Capt. Kevin Harvey remembers a North Star Fire Department cabin fire where Fort Wainwright assisted.
It was minus-46 degress. All the occupants were out, and when firefighters arrived it looked like it was going to be simple to extinguish.
When they entered the first time, they got blown back out the door. When they did get in, they tried to get control of the fire by doing everything that came to mind and although they cut holes in the walls, sprayed water and took the roof off, it still burned.
They called for more manpower and sprayed about 40,000 gallons of water on the cabin, but still it burned. After many hours and firefighters suffering exposure, the decision was made to let the structure burn. Investigation later found out that the fuel line that had been feeding the furnace had a cracked fitting on the return line which probably been leaking under the house and around the foundation for years and that was feeding the fire.
Fighting a fire is always hard work, but Aca,!A"fighting one in cold temperatures has a huge impact on firefighters and how they do their jobs,Aca,!A? Gibbs said. Aca,!A"At zero, firefighters are able to do their duties at pretty much a normal pace. At zero when you take a breath, your lungs arenAca,!a,,ct filling up with as cold of air. It doesnAca,!a,,ct hurt. Your eyelids arenAca,!a,,ct freezing. At 40 below, you get sprayed with water, it freezes instantly."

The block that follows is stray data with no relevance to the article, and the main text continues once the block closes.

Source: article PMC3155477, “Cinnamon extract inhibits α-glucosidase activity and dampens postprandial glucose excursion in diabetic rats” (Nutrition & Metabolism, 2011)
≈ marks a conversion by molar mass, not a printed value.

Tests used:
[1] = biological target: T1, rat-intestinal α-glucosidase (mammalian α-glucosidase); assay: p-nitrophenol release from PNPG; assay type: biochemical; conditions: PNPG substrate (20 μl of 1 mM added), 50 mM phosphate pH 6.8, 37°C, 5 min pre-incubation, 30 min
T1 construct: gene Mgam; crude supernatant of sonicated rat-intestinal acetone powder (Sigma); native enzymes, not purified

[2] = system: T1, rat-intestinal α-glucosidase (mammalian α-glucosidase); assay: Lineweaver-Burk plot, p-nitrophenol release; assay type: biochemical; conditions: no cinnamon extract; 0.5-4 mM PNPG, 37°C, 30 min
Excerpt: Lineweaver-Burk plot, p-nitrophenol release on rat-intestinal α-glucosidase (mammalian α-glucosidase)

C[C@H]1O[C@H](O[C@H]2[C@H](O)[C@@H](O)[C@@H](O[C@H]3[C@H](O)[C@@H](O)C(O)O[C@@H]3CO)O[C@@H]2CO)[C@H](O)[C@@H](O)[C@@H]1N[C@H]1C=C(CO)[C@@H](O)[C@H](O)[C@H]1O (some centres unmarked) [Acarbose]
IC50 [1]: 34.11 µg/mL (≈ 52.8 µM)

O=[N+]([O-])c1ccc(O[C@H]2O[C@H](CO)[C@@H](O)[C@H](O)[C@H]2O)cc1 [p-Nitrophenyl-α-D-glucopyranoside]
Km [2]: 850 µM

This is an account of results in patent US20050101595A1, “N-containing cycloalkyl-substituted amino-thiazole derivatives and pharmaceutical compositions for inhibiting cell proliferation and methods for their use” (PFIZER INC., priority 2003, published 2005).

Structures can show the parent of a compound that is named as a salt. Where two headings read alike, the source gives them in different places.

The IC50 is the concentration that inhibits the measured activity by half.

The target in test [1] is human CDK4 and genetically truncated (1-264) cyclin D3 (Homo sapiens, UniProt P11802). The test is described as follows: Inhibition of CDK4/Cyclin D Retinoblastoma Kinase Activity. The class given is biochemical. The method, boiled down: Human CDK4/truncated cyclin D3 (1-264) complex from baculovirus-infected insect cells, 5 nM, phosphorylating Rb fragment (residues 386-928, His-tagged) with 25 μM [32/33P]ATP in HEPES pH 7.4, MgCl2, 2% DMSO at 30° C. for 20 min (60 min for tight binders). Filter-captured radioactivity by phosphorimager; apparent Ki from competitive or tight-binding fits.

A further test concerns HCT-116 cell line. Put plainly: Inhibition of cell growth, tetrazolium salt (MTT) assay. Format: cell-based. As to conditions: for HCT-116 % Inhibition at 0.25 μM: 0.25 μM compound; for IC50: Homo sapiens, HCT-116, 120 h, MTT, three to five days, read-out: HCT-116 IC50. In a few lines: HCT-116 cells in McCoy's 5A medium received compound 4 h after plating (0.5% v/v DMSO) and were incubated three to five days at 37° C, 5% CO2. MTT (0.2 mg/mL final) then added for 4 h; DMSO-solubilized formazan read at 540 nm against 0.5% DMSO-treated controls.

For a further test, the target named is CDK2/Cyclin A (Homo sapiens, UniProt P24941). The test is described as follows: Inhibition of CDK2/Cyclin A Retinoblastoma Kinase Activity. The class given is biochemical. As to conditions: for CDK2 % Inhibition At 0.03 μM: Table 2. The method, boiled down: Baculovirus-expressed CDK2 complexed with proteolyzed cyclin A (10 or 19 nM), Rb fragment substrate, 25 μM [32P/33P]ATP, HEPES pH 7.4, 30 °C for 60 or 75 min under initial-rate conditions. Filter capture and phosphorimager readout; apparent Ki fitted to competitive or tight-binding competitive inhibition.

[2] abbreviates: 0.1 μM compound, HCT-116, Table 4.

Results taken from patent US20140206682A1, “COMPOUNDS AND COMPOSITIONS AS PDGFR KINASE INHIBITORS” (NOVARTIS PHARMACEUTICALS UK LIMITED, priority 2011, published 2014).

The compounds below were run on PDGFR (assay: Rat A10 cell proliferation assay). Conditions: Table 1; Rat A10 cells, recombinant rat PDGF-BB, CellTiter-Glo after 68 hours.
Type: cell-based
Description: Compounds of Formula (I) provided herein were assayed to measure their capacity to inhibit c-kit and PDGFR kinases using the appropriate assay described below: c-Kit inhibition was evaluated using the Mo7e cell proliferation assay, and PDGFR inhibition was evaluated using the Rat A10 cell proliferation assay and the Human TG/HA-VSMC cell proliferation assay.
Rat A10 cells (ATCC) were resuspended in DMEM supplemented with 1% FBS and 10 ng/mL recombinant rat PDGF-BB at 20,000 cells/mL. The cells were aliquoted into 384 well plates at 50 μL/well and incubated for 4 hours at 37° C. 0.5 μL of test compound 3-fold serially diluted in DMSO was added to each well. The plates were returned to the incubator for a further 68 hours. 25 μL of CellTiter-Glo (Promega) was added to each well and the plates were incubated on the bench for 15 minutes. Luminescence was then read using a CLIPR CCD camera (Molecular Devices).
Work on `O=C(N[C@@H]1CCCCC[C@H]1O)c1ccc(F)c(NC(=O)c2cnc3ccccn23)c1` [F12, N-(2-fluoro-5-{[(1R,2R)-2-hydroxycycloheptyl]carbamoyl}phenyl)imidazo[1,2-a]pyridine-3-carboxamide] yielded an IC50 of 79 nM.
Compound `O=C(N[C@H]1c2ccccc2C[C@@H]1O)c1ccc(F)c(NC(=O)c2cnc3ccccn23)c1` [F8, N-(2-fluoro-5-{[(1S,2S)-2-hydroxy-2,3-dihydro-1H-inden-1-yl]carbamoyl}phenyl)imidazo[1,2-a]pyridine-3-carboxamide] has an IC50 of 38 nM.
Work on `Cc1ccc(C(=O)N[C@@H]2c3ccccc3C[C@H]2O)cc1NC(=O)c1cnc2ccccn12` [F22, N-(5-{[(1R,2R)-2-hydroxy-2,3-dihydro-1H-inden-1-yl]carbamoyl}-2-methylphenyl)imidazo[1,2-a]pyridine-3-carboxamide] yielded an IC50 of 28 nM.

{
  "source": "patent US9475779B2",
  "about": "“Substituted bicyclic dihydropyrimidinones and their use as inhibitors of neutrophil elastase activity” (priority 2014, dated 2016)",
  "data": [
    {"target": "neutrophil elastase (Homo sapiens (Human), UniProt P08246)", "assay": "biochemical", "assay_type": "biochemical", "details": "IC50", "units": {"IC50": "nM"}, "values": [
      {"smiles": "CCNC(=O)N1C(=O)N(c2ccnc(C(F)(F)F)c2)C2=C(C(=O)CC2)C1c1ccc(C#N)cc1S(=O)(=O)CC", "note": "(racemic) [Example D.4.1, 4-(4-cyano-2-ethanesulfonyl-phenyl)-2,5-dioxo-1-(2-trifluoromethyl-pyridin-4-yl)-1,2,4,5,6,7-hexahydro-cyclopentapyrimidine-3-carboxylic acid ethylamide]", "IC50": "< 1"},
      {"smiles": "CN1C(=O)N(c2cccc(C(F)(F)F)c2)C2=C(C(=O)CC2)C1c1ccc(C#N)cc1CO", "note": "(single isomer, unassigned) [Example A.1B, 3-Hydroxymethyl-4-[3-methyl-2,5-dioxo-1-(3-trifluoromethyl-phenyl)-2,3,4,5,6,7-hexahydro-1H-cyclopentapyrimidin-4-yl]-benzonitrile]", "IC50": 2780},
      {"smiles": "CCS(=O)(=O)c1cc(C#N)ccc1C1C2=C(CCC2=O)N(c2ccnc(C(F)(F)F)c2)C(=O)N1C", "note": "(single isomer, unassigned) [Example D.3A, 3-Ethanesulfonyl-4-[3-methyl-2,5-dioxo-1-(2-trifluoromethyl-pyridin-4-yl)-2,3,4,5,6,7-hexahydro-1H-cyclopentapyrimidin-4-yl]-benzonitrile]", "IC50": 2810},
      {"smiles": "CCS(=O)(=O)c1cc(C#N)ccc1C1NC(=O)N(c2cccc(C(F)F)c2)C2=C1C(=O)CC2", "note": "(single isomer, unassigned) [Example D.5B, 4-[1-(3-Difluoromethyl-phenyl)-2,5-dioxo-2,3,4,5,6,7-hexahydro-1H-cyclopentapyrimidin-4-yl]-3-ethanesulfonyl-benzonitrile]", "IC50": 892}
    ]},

"You walk outside or stop what youAca,!a,,cre doing, it freezes instantly," he added. "At 40 below, youAca,!a,,cre a lot more likely to get frostbite. At zero you still have a lot of dexterity in your fingers and your toes, you can move and the bunker clothing that you are wearing is not frozen, like at 40 below or colder; as soon as you get water on something it is going to freeze. It slows things down. We can still perform the duties and the jobs; itAca,!a,,cs just going to take us a little bit longer to do it.Aca,!A?
While not all injuries can be prevented, Harvey said crews take extra precautions during winter months and that some of the protective gear is specialized to Alaskan firefighters.
"The bunker gear is not specifically made for cold weather," he noted, "so we have to have some of it modified by adding in to our specifications extra liners; thicker, longer protective hoods; different compounds of rubber and silicone in our SCBA masks that do not collect moisture so our air masks don't freeze up. We carry more pairs of gloves, hoods, socks and t-shirts because once the material gets wet the firefighter is prone to exposure issues faster than if they were dry."
"Exposure," he stressed, "is very real and it can become a career-ending injury.Aca,!A?
Slips and falls are common with water left running constantly so hose lines wonAca,!a,,ct freeze. Firefighters are issued cleats for boots and encouraged to use them. Some crews carry kitty litter to spread around near the truck. Snow around buildings makes mobility difficult and steam rising around a burning building makes it difficult to see.
Equipment problems are common and expected. Dennis Needham, chief of training, said Aca,!A"firefighting equipment can freeze during cold weather. Caps on hydrants can be difficult or impossible to remove, pumps can freeze and become damaged and air packs can freeze and stop functioning. Basically if it is mechanical it has the potential of failing during extreme cold temperatures.Aca,!A?
Fighting fires and rescuing those in need is a difficult and heroic task even when the climate is ideal. But for the brave individual who accepts the challenge in the frozen north, the profession is extreme.
Still, Capt. Wayne Parker Jr. enjoys what he does. Aca,!A"Love the challenge, the uniqueness of firefighting in Alaska; itAca,!a,,cs something different and new. We get a chance to do something nobody else gets to do.Aca,!A?